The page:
The numbers from various firms analyzing beer sales in 2012 arrived earlier this year, and if your operation is like many others, there were no surprises for you. But just to reinforce the story:
American-made super-premium, premium, light, popular priced and malt liquors all lost volume last year. That’s the brands sold everywhere, from airports and convenience stores to sports arenas and grocery stores. Imports crept up some, but the two categories that grew most by percentage of volume were flavored malt beverages, which play little role on premise, and craft beers, which were up by the highest percentage.
(Oh and about those imports: if you’re still listing Beck’s and Bass on your imported beer menu, time to stop – the brew that’s sold with those brand names is brewed right here in the US, in case that old news missed you.)
Craft now represents more than 10 percent of all beer volume in the country, still growing by double digits annually, with about 2500 craft brewers operating in this country today, from the big, internationally-known names down to the tiniest of new brewers just getting up and running. While new breweries are added, some of the most successful craft brewers are adding facilities, expanding into new markets and even building new breweries in markets far from their home base. If that’s not confidence in the future, what is?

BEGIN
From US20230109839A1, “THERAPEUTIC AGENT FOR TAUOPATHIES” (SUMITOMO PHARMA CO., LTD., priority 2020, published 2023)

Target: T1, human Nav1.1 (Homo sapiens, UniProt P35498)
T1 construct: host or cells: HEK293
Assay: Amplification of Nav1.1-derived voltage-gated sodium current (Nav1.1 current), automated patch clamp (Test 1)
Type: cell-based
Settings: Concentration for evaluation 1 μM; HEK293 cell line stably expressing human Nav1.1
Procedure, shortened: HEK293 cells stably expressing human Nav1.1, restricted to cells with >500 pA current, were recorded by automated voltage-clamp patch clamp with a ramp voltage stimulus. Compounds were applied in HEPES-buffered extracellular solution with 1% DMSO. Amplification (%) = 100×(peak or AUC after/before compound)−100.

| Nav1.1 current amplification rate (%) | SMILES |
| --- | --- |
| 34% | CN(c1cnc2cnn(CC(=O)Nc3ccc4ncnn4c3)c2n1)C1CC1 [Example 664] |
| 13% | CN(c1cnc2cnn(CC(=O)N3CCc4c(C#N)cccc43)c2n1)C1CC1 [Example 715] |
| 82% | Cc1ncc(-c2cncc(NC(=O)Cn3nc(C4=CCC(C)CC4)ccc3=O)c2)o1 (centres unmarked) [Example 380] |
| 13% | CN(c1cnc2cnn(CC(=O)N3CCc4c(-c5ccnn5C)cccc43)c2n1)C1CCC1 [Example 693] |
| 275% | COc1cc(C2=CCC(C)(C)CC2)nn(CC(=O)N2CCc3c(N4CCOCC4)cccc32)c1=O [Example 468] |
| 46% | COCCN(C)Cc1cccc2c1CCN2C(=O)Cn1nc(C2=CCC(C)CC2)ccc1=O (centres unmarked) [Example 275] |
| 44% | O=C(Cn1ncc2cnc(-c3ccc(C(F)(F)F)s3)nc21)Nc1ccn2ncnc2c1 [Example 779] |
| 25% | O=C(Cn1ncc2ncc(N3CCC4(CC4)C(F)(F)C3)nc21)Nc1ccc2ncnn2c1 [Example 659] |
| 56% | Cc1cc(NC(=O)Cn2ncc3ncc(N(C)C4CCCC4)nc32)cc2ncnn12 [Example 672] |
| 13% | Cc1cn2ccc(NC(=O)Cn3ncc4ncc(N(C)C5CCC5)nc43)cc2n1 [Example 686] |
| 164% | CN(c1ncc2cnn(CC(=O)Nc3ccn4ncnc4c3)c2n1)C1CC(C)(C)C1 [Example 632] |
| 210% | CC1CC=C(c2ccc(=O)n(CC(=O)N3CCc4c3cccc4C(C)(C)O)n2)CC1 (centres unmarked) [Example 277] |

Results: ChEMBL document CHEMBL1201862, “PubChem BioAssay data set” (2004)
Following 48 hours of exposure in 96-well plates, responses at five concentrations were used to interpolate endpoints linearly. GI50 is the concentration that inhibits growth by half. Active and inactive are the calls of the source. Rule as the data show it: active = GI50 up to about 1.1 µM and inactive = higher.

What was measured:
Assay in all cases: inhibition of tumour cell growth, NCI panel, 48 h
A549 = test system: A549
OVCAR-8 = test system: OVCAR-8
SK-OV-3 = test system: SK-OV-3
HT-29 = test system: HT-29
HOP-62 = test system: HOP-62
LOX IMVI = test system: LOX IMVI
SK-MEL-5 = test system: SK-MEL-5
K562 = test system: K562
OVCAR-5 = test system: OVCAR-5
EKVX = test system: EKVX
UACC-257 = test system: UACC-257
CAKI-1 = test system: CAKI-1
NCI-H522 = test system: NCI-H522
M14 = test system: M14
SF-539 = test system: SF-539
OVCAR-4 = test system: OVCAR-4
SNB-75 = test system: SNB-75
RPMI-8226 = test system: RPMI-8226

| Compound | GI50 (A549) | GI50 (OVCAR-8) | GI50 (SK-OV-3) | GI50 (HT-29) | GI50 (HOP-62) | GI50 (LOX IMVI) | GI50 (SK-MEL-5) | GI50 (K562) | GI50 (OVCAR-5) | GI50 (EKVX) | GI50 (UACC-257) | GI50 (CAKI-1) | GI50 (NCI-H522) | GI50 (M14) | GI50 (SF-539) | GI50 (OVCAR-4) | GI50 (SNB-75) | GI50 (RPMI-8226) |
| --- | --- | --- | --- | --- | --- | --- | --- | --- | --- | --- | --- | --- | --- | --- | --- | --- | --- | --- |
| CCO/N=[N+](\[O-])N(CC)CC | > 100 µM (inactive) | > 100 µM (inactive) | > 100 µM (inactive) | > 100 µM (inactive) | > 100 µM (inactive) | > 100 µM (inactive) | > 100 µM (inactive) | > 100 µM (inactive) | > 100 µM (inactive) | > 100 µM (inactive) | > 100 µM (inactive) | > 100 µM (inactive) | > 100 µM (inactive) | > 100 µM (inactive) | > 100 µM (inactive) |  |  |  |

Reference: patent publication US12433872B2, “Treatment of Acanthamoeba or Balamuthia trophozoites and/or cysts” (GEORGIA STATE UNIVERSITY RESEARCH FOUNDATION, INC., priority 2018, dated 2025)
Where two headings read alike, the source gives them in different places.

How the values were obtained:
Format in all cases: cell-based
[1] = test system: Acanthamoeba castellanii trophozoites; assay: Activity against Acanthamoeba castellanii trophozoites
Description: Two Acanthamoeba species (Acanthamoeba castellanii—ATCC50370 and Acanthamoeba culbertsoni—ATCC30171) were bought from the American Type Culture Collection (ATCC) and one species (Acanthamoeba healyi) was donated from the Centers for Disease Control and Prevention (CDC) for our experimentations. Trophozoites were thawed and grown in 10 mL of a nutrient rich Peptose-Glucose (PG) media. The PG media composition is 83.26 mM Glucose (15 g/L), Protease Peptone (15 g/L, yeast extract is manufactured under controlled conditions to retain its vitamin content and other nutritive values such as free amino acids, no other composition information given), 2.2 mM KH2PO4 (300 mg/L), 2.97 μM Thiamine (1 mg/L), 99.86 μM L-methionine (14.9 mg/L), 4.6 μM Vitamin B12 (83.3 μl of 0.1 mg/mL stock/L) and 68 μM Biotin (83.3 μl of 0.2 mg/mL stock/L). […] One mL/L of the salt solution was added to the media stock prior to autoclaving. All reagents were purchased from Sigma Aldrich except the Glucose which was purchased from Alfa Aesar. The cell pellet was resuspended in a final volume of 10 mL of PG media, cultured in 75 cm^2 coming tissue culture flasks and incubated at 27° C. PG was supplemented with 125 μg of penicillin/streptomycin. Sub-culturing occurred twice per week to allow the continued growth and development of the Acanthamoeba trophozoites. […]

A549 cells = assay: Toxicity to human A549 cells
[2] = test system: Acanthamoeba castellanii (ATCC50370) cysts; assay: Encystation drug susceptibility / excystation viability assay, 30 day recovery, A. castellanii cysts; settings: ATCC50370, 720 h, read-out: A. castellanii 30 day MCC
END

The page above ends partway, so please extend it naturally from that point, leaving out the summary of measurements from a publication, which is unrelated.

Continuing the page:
The nation’s independent craft breweries contributed nearly $34 billion to the U.S. economy in 2012, according to recent analysis by the Brewers Association (BA). The trade association’s findings include craft-brewed beer as it moves through the three-tier system - breweries, wholesalers and retailers - in addition to other products brewpub restaurants sell.
Unlike the craft beer boom and bust in the mid 1990s, today’s players are smart and move slowly and steadily and they build attention for their brews by communicating the news of their wares in modern ways with their avid fans. Recently, for example, California brewer Stone Brewing announced it would release its latest “Enjoy By” IPA to markets on the East Coast in time for Valentine’s Day. Initially launched last fall, the “Enjoy By” program involves a special IPA release bottled, kegged, shipped and then delivered within a seven-day timeline, with the beer’s expiration date prominently featured on the label.
And they build interest through connections with smaller parts of popular culture. Cooperstown, New York-based Brewery Ommegang will release the third beer in its “Game of Thrones” series (based on the books and popular TV series), “Fire & Blood,” at the end of March 2014, and is asking fans to decide on the style of the fourth “Game of Thrones” brew set to follow in the fall. Fire & Blood is a 6.8%-abv red ale made with pilsner, spelt, rye and other specialty malts, hopped with Styrian Golding and German Tettnang hops and spiced with ancho chilies. Voting on the fourth “Game of Thrones” beer has already started on Ommegang’s Facebook page, with options including a sweet Belgian-style Dubbel, a rich Belgian-style Quadrupel ale, a golden Tripel and the strong Khal Quadrupel. The winning beer will be announced in spring.
Of course, not everyone loves that TV show. Maybe instead you think your customers want a can that tells them when the beer is cold enough to drink, a la the Coors Light can that turned blue in part when the can is chilled. Or one that looks like a bow tie - Budweiser’s angular can, which kinks in at the center, was all the talk of the marketing and packaging worlds, but how many of your customers were dying to get their hands on it? Still, AB-InBev execs were quoted at the time saying the bow tie can was meant to appeal to consumers who are “looking for new things, the trend-seekers.”